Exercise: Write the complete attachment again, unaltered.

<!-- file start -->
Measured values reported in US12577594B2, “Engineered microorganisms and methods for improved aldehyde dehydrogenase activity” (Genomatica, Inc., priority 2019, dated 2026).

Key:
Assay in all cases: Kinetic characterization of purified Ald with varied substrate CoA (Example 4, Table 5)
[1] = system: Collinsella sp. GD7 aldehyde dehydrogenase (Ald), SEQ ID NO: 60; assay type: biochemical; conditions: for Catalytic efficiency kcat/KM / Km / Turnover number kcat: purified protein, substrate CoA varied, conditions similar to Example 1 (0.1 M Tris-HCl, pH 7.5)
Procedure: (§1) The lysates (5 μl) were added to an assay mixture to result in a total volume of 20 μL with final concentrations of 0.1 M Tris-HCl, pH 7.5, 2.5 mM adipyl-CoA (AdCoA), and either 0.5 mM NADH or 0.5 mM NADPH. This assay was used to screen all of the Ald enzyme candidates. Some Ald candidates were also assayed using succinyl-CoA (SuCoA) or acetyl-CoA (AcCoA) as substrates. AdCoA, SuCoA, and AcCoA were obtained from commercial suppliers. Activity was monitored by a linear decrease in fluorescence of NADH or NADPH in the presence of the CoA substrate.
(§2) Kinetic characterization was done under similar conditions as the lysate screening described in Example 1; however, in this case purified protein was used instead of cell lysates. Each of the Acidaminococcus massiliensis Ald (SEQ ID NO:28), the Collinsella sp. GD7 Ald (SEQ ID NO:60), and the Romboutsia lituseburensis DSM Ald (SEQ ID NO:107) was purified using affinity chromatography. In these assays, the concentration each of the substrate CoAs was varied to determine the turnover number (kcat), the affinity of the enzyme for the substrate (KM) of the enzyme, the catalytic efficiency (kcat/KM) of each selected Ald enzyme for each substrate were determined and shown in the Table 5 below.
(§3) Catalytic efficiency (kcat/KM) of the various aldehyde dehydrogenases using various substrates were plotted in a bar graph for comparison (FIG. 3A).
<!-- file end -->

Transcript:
Measured values reported in US12577594B2, “Engineered microorganisms and methods for improved aldehyde dehydrogenase activity” (Genomatica, Inc., priority 2019, dated 2026).

Key:
Assay in all cases: Kinetic characterization of purified Ald with varied substrate CoA (Example 4, Table 5)
[1] = system: Collinsella sp. GD7 aldehyde dehydrogenase (Ald), SEQ ID NO: 60; assay type: biochemical; conditions: for Catalytic efficiency kcat/KM / Km / Turnover number kcat: purified protein, substrate CoA varied, conditions similar to Example 1 (0.1 M Tris-HCl, pH 7.5)
Procedure: (§1) The lysates (5 μl) were added to an assay mixture to result in a total volume of 20 μL with final concentrations of 0.1 M Tris-HCl, pH 7.5, 2.5 mM adipyl-CoA (AdCoA), and either 0.5 mM NADH or 0.5 mM NADPH. This assay was used to screen all of the Ald enzyme candidates. Some Ald candidates were also assayed using succinyl-CoA (SuCoA) or acetyl-CoA (AcCoA) as substrates. AdCoA, SuCoA, and AcCoA were obtained from commercial suppliers. Activity was monitored by a linear decrease in fluorescence of NADH or NADPH in the presence of the CoA substrate.
(§2) Kinetic characterization was done under similar conditions as the lysate screening described in Example 1; however, in this case purified protein was used instead of cell lysates. Each of the Acidaminococcus massiliensis Ald (SEQ ID NO:28), the Collinsella sp. GD7 Ald (SEQ ID NO:60), and the Romboutsia lituseburensis DSM Ald (SEQ ID NO:107) was purified using affinity chromatography. In these assays, the concentration each of the substrate CoAs was varied to determine the turnover number (kcat), the affinity of the enzyme for the substrate (KM) of the enzyme, the catalytic efficiency (kcat/KM) of each selected Ald enzyme for each substrate were determined and shown in the Table 5 below.
(§3) Catalytic efficiency (kcat/KM) of the various aldehyde dehydrogenases using various substrates were plotted in a bar graph for comparison (FIG. 3A).